Kathy Valentine of The Go-Go's

by Carl Wiser

Valentine overcame a traumatic childhood to become the bass player and a primary songwriter in The Go-Go's, the first all-female band with a #1 album in America.

Kathy in the early '80s and today. Left photo by Catherine Sebastian, right by Christopher Durst.

In 1973, Kathy Valentine went with her mom to England, where she saw Suzi Quatro play "Can The Can" on Top Of The Pops. For the first time, she realized a girl could be a rock star. Eight years later, she became one with the Go-Go's.

After moving from Austin to Los Angeles, Valentine formed a band called The Textones, which recorded her song "Vacation" in 1980. When their forward momentum stalled, she left the band and accepted the Go-Go's offer to become their new bass player on the condition that she also contribute to the songwriting. Their first album, released in 1981, became the first album by an all-girl band to hit #1 in America. Their second includes the Go-Go-fied version of "Vacation," an MTV favorite thanks to the loopy water-ski-themed video that showed their drunk and irreverent side.

The fissures formed when the royalty checks came in. Drummer Gina Schock and lead singer Belinda Carlisle got a lot less because they didn't write songs. It got petty and rigid: Wiedlin wrote a very personal song called "Forget That Day," but wasn't allowed to sing it. Their third album didn't do so well, and the backslide began. They went from headlining Madison Square Garden to playing Lubbock, Texas. Wiedlin left after that tour, Valentine switched to guitar, and Caffey went to rehab. In 1985, Carlisle and Caffey broke up the band to launch Belinda's solo career. Valentine, left in the lurch, formed a rock band called World's Cutest Killers with Kelly Johnson of Girlschool, but they didn't get far.

In the '90s and '00s, the Go-Go's repeated a cycle of re-forming and farewell, but at this point seem to have accepted their bond. In 2018, they got a jukebox musical called Head Over Heels; in January 2020, they showed up at Sundance for the premiere of their documentary. They'll be touring this summer.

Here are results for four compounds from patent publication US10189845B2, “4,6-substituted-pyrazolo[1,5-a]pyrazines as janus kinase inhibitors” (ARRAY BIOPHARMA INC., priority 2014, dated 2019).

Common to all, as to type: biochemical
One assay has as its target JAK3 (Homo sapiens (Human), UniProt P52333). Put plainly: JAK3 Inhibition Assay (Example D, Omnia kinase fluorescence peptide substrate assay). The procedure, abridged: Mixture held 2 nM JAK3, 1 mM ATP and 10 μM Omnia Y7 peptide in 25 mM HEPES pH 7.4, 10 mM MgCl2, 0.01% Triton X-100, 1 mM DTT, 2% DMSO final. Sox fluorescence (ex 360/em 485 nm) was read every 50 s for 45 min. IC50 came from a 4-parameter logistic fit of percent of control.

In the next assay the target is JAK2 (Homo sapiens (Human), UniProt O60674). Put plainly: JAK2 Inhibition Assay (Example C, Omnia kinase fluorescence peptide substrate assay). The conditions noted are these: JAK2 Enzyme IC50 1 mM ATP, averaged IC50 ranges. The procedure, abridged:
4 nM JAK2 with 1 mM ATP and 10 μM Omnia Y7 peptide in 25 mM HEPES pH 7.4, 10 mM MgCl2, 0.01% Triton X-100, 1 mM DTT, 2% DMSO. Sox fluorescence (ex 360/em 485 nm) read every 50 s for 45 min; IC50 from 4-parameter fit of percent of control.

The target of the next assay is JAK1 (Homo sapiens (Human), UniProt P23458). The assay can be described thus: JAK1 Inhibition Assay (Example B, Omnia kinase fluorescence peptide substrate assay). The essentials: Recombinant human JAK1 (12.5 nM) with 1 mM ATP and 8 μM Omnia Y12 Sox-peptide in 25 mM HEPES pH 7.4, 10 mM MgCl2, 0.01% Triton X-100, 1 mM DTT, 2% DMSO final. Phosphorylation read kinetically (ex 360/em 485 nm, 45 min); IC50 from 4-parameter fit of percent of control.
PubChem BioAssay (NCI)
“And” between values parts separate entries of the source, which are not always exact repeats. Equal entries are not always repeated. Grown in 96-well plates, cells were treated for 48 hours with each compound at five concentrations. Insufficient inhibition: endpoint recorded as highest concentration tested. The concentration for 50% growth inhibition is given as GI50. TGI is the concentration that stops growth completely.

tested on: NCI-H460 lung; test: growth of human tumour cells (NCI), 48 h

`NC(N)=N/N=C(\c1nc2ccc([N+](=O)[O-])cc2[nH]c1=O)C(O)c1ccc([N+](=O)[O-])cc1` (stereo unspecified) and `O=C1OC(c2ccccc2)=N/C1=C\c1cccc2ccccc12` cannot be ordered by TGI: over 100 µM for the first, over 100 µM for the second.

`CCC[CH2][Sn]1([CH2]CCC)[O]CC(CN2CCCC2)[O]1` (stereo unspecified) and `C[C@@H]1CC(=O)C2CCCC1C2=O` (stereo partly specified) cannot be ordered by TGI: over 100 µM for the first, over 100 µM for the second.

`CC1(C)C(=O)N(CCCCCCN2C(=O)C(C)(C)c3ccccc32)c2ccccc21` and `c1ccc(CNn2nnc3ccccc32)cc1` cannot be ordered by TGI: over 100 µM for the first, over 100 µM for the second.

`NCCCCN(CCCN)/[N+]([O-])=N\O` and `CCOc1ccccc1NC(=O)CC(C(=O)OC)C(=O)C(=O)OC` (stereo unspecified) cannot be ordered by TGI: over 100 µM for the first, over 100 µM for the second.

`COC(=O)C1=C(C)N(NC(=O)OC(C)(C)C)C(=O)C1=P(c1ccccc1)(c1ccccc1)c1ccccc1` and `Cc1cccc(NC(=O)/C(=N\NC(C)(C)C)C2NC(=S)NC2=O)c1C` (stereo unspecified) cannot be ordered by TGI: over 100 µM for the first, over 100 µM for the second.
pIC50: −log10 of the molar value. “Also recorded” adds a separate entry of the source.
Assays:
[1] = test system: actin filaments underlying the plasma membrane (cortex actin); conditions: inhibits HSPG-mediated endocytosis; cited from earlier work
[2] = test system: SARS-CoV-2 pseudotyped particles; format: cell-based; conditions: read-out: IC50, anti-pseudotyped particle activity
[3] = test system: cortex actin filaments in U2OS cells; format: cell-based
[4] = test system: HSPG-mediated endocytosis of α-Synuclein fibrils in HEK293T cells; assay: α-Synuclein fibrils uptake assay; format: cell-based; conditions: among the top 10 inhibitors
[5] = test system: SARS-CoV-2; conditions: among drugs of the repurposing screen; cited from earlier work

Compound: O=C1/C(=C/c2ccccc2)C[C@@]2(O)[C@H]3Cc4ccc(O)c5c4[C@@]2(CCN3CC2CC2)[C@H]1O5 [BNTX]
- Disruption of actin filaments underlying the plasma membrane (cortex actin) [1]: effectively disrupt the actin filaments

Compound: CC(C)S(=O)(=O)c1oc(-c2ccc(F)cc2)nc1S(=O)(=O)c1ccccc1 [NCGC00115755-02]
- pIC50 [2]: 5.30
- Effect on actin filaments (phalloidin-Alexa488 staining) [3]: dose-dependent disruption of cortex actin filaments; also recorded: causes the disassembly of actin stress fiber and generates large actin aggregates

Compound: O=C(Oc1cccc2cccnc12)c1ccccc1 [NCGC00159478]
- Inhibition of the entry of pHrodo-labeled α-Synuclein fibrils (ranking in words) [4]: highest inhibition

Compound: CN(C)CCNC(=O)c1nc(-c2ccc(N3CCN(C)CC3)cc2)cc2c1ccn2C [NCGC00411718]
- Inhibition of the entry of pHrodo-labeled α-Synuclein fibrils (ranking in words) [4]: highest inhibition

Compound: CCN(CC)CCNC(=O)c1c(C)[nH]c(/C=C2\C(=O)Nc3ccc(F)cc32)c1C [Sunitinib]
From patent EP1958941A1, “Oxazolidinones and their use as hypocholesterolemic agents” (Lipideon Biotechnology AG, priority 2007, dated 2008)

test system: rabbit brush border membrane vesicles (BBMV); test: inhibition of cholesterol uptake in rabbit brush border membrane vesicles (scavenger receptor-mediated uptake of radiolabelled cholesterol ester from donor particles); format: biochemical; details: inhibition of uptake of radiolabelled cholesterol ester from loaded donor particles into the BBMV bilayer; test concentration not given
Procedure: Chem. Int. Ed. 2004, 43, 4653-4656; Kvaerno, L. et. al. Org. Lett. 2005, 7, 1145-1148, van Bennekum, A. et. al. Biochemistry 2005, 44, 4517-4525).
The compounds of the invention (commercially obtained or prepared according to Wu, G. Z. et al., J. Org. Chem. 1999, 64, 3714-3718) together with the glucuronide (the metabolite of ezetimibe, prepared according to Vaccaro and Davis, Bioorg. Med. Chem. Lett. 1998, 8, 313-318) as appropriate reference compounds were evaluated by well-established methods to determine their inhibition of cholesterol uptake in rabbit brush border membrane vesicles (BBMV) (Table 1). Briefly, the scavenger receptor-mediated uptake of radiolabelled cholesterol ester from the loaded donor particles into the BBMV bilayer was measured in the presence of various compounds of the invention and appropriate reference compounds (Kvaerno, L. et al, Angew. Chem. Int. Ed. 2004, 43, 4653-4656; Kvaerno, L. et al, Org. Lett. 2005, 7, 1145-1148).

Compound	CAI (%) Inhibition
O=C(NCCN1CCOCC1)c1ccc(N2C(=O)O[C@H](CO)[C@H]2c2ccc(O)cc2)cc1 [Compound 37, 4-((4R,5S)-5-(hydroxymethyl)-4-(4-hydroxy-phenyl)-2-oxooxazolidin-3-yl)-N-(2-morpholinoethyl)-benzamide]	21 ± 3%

Jane Wiedlin went easy on me when I accused the Go-Go's of being likable, but that's a line of questioning they don't appreciate. As Valentine explains in her memoir, All I Ever Wanted, they were written into a "girl next door" narrative that dulled their edges. They were just as dedicated and debauched as the guys, and hated these cutesy characterizations. The debauchery gets plenty of attention in the book, which mostly takes place in '80s Los Angeles and features cameos from the likes of Rob Lowe, Jodie Foster, and tragically, John Belushi. In this interview, Valentine offers further details and talks about some of the Go-Go's biggest hits.
Carl Wiser (Songfacts): When we spoke with Jane Wiedlin about songwriting in the Go-Go's, she said, "Once Kathy joined the band, it added a new dimension to it because she's a really good writer." What did you bring to the band as a writer?

Kathy Valentine: Just more source, another provider of material and musical creativity. They had written a great collection of songs prior to my joining, but it was helpful as the band continued to make records to have more writers involved.

Kathy performing at the Roxy Theater in 1981. Photo by Pam Martinez.
Songfacts: Please tell us about your approach to songwriting.

Valentine: I really like to have a title, a concept that I want to write about. I will constantly be jotting down ideas, phrases, lyrical bits, but until I have the title and direction I want to take those ideas, they kind of just sit about.

I don't have one approach. Sometimes I write a page of freestyle lyrics, then look at them while I mess about on guitar, seeing what music they inspire. Sometimes I sit down and start playing, or will hear in my head a melody, and I'll immediately want to put words with it. I may think of them on the spot, or I may go through my books and documents looking for things that fit.

Songfacts: Which Go-Go's song do you most connect with?

Valentine: Well, there are different types of connection. Musically, I really connect with the performance of certain songs like "We Got The Beat," "Our Lips Are Sealed," and "Head Over Heels" because I know the bass part I'm doing is adding an indispensable instrumental element. I really like "Tonite" because it captures an era of brash youthfulness that I think defines the rise and success of the Go-Go's, so I connect with that one as being a quintessential Go-Go's song.

Emotionally, I don't know if I connect so much anymore. I can't really think of any that capture the maturity or mindset of where I am now. They are just classic, good songs that I never tire of performing.

Songfacts: Please tell us about the lyric to "Head Over Heels," a song you wrote with Charlotte Caffey.

Valentine: This is one where I had a lot of phrases I'd written down, and they started connecting. Things like "One hand is reaching out, and one's just hanging on," and "Seems like my weaknesses just keep going strong" were really about self reflecting and a dawning awareness that the band and certain areas of life were getting kind of out of control.

Valentine wrote "Vacation" after a visit to Austin where she hooked up with a guy she met at a club (one of many short-term flings recounted in the book). She wrote the lyric on napkins during her flight back to Los Angeles.